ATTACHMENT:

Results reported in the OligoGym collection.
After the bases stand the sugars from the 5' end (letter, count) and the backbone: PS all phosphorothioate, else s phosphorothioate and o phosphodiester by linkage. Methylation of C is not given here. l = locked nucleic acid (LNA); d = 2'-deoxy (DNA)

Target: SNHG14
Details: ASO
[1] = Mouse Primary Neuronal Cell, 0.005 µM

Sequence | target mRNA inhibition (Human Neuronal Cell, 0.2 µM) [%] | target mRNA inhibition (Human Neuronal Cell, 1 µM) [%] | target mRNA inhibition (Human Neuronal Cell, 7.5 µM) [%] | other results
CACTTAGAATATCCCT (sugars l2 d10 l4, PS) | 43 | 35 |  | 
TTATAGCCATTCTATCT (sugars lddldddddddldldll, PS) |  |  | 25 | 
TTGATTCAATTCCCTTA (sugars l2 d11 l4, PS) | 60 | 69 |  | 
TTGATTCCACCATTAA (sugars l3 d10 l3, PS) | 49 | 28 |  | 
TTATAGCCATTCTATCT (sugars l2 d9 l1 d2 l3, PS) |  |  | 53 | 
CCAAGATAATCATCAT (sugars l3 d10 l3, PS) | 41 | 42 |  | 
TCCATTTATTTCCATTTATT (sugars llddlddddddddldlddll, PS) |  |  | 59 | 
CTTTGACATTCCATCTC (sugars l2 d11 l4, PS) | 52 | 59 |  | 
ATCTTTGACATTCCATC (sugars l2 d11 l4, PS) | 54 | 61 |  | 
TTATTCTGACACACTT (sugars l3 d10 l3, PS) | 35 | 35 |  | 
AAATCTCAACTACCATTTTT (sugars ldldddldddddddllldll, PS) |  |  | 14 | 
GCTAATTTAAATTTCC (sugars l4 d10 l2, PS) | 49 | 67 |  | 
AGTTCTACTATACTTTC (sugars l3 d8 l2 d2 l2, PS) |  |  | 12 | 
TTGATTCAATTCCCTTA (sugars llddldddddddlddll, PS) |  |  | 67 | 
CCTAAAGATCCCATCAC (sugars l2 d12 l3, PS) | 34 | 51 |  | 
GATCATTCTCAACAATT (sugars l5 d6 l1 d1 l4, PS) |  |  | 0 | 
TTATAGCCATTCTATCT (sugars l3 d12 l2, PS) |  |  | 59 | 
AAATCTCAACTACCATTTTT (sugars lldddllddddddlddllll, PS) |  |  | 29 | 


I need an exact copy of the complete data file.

Results reported in the OligoGym collection.
After the bases stand the sugars from the 5' end (letter, count) and the backbone: PS all phosphorothioate, else s phosphorothioate and o phosphodiester by linkage. Methylation of C is not given here. l = locked nucleic acid (LNA); d = 2'-deoxy (DNA)

Target: SNHG14
Details: ASO
[1] = Mouse Primary Neuronal Cell, 0.005 µM

Sequence | target mRNA inhibition (Human Neuronal Cell, 0.2 µM) [%] | target mRNA inhibition (Human Neuronal Cell, 1 µM) [%] | target mRNA inhibition (Human Neuronal Cell, 7.5 µM) [%] | other results
CACTTAGAATATCCCT (sugars l2 d10 l4, PS) | 43 | 35 |  | 
TTATAGCCATTCTATCT (sugars lddldddddddldldll, PS) |  |  | 25 | 
TTGATTCAATTCCCTTA (sugars l2 d11 l4, PS) | 60 | 69 |  | 
TTGATTCCACCATTAA (sugars l3 d10 l3, PS) | 49 | 28 |  | 
TTATAGCCATTCTATCT (sugars l2 d9 l1 d2 l3, PS) |  |  | 53 | 
CCAAGATAATCATCAT (sugars l3 d10 l3, PS) | 41 | 42 |  | 
TCCATTTATTTCCATTTATT (sugars llddlddddddddldlddll, PS) |  |  | 59 | 
CTTTGACATTCCATCTC (sugars l2 d11 l4, PS) | 52 | 59 |  | 
ATCTTTGACATTCCATC (sugars l2 d11 l4, PS) | 54 | 61 |  | 
TTATTCTGACACACTT (sugars l3 d10 l3, PS) | 35 | 35 |  | 
AAATCTCAACTACCATTTTT (sugars ldldddldddddddllldll, PS) |  |  | 14 | 
GCTAATTTAAATTTCC (sugars l4 d10 l2, PS) | 49 | 67 |  | 
AGTTCTACTATACTTTC (sugars l3 d8 l2 d2 l2, PS) |  |  | 12 | 
TTGATTCAATTCCCTTA (sugars llddldddddddlddll, PS) |  |  | 67 | 
CCTAAAGATCCCATCAC (sugars l2 d12 l3, PS) | 34 | 51 |  | 
GATCATTCTCAACAATT (sugars l5 d6 l1 d1 l4, PS) |  |  | 0 | 
TTATAGCCATTCTATCT (sugars l3 d12 l2, PS) |  |  | 59 | 
AAATCTCAACTACCATTTTT (sugars lldddllddddddlddllll, PS) |  |  | 29 | 